Migrations matter because they are usually the only available avenue to make meaningful progress on technical debt.
Engineers hate technical debt. If there is an easy project they can personally do to reduce tech debt, they’ll take it on themselves. Engineering managers hate technical debt, too. If there is an easy project their team can execution in isolation, they’ll get it scheduled. In aggregate, this leads to a dynamic where there is very little low-hanging fruit to reduce technical debt, and most remaining options require many teams working together to implement them: migrations.
Each migrations aims to create technical leverage (“your indexes no longer have to fit on a single server!”) or reduce technical debt (“your acknowledged writes are guaranteed to persist a master failover”). They occupy the awkward territory of reduced immediate contribution today in exchange for more capacity tomorrow. This makes them controversial to schedule, and as your systems become larger, they become more expensive.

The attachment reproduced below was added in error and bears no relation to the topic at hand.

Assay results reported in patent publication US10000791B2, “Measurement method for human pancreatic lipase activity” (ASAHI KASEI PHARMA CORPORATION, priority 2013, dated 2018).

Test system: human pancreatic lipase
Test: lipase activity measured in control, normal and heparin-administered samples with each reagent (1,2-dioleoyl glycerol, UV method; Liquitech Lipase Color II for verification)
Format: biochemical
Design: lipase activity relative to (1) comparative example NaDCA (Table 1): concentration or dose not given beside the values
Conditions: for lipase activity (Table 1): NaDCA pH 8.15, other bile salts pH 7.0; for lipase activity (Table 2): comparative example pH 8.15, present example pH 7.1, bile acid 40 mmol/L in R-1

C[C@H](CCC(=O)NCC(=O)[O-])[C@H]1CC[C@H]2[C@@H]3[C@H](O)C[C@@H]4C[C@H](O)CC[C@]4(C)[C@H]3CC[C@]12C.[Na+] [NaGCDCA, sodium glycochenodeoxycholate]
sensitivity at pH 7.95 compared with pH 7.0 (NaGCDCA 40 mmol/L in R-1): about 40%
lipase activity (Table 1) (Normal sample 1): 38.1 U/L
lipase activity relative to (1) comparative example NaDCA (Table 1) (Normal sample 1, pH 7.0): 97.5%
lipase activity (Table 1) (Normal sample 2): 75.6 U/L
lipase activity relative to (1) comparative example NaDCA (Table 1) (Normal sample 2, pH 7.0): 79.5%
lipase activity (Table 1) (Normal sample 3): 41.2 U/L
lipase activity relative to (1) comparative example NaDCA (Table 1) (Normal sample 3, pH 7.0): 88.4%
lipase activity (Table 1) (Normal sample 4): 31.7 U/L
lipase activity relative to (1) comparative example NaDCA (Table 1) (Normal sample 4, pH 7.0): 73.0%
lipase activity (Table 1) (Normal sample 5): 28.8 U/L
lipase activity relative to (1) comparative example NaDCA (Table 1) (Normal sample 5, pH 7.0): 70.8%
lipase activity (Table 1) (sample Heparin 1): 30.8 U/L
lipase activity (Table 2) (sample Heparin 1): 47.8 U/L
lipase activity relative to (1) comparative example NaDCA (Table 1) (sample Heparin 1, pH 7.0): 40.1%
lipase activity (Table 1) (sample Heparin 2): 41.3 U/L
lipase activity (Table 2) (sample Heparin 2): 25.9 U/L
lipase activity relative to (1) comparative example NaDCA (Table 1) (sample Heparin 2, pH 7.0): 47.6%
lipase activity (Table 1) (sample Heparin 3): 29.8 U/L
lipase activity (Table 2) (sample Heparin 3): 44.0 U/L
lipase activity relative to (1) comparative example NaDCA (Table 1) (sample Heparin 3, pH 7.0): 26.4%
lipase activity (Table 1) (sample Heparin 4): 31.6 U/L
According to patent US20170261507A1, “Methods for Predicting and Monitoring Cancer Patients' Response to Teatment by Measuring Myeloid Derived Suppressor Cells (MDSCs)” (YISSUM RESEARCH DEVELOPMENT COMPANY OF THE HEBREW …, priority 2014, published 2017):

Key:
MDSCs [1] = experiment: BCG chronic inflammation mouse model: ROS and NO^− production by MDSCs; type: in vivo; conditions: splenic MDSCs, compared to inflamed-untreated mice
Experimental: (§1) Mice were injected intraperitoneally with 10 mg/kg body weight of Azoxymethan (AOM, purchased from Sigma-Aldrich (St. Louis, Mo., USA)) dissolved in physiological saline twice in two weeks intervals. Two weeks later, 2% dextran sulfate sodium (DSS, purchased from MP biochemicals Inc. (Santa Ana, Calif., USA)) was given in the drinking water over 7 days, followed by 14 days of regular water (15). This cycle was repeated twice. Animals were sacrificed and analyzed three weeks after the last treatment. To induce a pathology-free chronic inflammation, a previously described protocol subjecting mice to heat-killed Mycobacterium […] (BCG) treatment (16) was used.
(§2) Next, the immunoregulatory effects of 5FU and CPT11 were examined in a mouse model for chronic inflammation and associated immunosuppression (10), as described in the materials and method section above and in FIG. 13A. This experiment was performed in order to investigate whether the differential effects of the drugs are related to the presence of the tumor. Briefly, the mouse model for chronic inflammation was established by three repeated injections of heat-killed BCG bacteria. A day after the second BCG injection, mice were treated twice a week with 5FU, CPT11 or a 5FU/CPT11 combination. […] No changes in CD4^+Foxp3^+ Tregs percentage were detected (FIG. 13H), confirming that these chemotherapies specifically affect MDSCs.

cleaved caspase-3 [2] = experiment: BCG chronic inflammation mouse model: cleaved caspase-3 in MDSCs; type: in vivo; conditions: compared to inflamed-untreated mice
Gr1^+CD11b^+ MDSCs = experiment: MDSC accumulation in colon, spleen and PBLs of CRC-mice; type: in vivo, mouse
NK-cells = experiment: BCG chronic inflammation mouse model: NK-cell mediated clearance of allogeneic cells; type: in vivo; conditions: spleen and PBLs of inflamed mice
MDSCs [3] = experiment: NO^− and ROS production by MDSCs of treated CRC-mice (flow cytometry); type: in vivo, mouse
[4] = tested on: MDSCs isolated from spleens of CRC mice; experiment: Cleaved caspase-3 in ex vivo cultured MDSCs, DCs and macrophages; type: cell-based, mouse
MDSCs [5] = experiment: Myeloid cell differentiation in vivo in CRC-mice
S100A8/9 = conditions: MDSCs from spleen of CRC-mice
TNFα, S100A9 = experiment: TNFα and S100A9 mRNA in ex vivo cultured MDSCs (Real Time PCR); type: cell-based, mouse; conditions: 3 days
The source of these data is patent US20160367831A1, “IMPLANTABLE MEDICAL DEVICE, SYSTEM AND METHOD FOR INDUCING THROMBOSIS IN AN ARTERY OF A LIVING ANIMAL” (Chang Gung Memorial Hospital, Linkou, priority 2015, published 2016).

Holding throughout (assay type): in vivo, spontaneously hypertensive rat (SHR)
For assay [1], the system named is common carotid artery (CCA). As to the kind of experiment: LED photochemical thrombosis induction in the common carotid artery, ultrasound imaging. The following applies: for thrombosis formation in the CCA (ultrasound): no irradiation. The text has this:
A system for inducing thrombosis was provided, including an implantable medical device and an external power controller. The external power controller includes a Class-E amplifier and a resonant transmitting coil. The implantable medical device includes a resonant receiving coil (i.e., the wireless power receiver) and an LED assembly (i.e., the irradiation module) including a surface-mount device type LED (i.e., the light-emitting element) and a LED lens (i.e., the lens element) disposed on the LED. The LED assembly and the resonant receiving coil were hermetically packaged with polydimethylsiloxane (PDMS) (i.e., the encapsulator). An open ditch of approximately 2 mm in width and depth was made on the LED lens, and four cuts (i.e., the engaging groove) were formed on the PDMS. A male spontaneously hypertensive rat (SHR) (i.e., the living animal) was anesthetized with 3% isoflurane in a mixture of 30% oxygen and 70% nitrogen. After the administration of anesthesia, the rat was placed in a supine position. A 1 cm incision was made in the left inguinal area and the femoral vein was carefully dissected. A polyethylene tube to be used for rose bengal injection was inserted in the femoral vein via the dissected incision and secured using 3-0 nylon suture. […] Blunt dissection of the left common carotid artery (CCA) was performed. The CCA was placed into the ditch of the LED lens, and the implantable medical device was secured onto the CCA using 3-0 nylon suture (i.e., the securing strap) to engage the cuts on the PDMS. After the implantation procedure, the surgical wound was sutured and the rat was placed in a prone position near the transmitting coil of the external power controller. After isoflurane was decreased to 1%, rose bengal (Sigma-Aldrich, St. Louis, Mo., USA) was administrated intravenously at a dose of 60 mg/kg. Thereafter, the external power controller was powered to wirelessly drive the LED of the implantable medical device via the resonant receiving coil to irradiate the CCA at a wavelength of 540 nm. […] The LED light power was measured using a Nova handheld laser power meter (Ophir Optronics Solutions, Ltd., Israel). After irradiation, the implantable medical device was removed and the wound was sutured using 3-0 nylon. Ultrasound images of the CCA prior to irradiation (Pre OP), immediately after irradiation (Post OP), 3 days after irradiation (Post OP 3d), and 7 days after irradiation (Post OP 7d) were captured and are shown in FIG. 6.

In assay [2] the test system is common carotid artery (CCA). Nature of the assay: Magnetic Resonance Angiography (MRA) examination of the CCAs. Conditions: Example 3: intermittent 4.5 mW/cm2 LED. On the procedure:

Lore tells us that Googlers have a phrase, “Running to stand still”, to describe a team whose entire capacity is consumed in upgrading dependencies and patterns, such that it can’t make forward progress on the product/system they own. Spending all your time on migrations is extreme, but every mid-sized company has a long queue up migrations it can’t staff: moving from VMs to containers, rolling out circuit-breaking, moving to the new build tool; the list extends effortlessly into the sunset.
Migrations are the only mechanism to effectively manage technical debt as your company and code grows. If you don’t get effective at software and system migrations, you’ll end up languishing in technical debt. (And still have to do one later anyway, it’s just that it’ll probably be a full rewrite.)
Source: Migrations: the sole scalable fix to tech debt, Will Larson, https://lethain.com/migrations/